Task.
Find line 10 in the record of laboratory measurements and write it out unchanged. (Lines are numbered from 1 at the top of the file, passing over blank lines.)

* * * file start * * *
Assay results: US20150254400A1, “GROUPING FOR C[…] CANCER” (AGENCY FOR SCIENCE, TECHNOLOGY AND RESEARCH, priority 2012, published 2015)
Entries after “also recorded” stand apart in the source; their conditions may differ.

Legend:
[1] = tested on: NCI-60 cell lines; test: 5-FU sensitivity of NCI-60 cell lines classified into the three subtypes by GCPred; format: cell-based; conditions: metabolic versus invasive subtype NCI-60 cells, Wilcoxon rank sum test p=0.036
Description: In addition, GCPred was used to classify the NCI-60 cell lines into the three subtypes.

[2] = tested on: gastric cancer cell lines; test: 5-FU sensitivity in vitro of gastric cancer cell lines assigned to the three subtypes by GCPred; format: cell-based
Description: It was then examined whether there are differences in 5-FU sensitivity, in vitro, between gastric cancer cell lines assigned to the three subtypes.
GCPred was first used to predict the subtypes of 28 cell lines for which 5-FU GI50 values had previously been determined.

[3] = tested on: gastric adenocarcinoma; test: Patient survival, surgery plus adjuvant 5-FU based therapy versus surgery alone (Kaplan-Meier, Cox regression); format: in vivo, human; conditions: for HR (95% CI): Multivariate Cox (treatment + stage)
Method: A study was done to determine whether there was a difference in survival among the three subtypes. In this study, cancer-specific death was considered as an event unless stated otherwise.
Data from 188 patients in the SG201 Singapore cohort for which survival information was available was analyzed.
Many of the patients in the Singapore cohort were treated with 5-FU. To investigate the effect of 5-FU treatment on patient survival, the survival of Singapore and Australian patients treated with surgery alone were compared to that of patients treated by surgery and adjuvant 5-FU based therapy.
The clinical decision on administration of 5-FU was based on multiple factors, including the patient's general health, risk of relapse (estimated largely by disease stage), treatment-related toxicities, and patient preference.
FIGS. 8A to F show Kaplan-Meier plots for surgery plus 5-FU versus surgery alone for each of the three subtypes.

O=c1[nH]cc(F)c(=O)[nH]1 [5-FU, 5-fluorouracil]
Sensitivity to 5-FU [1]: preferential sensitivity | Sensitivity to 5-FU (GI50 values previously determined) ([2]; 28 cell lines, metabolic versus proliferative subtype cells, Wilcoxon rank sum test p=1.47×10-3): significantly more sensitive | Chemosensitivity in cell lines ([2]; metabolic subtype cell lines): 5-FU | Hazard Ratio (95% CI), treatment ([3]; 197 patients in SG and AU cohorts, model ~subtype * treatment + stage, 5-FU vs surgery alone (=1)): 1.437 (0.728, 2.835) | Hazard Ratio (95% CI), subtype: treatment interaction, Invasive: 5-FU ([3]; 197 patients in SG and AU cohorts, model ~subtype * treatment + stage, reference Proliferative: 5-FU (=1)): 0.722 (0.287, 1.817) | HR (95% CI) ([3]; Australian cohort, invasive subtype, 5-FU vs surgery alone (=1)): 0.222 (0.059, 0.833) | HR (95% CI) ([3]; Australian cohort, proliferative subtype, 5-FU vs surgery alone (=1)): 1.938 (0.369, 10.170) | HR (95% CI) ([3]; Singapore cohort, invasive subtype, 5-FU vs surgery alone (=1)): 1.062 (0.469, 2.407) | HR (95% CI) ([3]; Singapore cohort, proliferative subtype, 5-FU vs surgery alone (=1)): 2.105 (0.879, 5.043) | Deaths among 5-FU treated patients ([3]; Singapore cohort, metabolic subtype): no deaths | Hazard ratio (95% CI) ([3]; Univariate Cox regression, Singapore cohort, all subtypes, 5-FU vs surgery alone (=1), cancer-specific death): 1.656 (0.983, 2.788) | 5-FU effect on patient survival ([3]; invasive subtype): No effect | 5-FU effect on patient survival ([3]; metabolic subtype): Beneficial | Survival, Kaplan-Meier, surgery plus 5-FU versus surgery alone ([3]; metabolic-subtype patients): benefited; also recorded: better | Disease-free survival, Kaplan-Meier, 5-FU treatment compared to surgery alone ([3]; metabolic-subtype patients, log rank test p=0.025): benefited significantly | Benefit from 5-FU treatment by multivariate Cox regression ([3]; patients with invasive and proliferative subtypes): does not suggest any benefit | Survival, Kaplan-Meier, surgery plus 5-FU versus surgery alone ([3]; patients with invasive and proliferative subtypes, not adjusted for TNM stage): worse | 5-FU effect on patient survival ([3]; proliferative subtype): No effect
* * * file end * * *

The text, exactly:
Method: A study was done to determine whether there was a difference in survival among the three subtypes. In this study, cancer-specific death was considered as an event unless stated otherwise.